BANGLADESH: Eighty-four poultry farms report deadly bird flu virus
Bird flu awareness is low among producers, sellers and consumers of poultry in Bangladesh
DHAKA, 23 January 2008 (IRIN) - Avian influenza, or bird flu, continues to spread in Bangladesh, with 26 of the country’s 64 districts now affected, health officials say.
On 22 January the Department of Livestock confirmed the presence of the H5N1 virus in 84 poultry farms across the country.
To date, over 315,000 poultry birds have been culled at 109 farms, while veterinarians are struggling to inspect many thousands more at farms throughout the country.
No human cases have been reported thus far.
Bird flu created panic in the southern city of Barisal recently after an outbreak of the disease was confirmed at two backyard farms within the city - prompting the authorities to cordon off a one kilometre radius around the two farms and culling close to 2,000 birds.
“No new outbreak has been reported since the cordoning off of the area and culling of the birds. Sick birds were reported from some places, but they were reported H5N1-negative,” district livestock officer Mohammad Jainuddin Mollah, said.
But fears of a possible spread of the infectious disease remain, with workers who took part in the culling now being closely monitored.
“At the moment, we are giving medication to those workers who took part in the culling operation, Mollah said, citing an acute lack of resources.
“There are 1,212 commercial farms in the district and we don’t have enough personal safety gear for the 110 field staff in the district who directly handle sick birds,” he complained, adding: “Affected birds need to be handled with the utmost care.”
Any case of human infection by the H5N1 virus would increase the chances of the virus’s mutation. This, in turn, might pose a great threat to human beings, the official said. Lack of awareness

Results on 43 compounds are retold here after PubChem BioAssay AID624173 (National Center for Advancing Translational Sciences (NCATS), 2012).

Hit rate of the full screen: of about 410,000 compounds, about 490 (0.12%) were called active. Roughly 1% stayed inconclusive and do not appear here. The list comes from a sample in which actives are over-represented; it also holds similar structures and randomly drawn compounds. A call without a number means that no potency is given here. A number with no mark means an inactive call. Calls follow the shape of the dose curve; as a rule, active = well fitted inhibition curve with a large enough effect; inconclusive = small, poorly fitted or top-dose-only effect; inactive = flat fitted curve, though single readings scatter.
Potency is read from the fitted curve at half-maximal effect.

For Mollah, well aware of the challenges ahead, it was the lack of public awareness amongst local communities that was particularly worrying.
“We advise people to separate sick birds from healthy ones; to dispose of poultry faeces in covered pits; to kill and bury sick birds,” he said. “We also tell them to wash eggs with detergent, and to cook eggs and meat well, before consuming them.”
Proper hand-washing is a major deterrent against the virus, Mollah added, citing efforts by various international non-governmental organisations (NGOs) like BRAC (Bangladesh Rural Advancement Committee) and Save the Children in raising awareness levels.
But despite these efforts, including seminars and meetings with rural communities over the obvious risk factors, levels of awareness remained “very low”, he conceded.
In the village of Naya Para in Kahalu sub-district of Bogra District in northern Bangladesh, Mahfuza Begum lost all 62 of her chickens over the past three weeks, but does not know what killed them.
“I did not inform anyone about the disease. No one had told me to do so,” the 42-year-old replied. “Some of the hens died while hatching their eggs. They died just sitting on their eggs,” she sobbed. Outbreak in West Bengal
Meanwhile, news of a significant outbreak of the virus in West Bengal across the border in India is raising concerns among poultry farmers, especially as 17 of Bangladesh’s 26 affected districts border on the Indian state.
Bangladesh, home to more than 150 million inhabitants, shares a 4,000km border with India, much of it with West Bengal, where the smuggling of poultry and eggs into protein-hungry Bangladesh is reportedly rampant.
Photo: Shamsuddin Ahmed/IRIN
|Culled chickens being dumped into a ditch for burial at a government poultry farm|
“We get cheap chicken and eggs from West Bengal. No one can seal off the border. We are in great danger,” Haji Hashim Ali, a poultry wholesaler at Dhaka’s Karwan Bazar, warned.
However, a spokesman for the Bangladesh Rifles, a paramilitary force charged with guarding the nation’s borders, said strict restrictions on the cross border movement of poultry and eggs were in place and were now being vigorously enforced.
India’s West Bengal state is currently struggling to cope with its own bird flu outbreak - described as the third and worst outbreak to strike India since 2006. Eleven of West Bengal’s 19 districts have now been affected, resulting in over 50,000 birds being culled.
The West Bengal government announced on 22 January it would begin culling two million birds this week.
Adding to people’s fears, hawks and other migratory birds have reportedly dropped dead out of the sky, local media sources report.
On 17 January, the World Health Organization (WHO) said in a statement that India had bigger trouble on its hands than earlier believed - hinting that the virus outbreak could perhaps be one of the worst ever - and more severe than previously encountered.
According to the WHO, bird flu has killed over 200 people in 12 countries since 2003, the vast majority in Asia.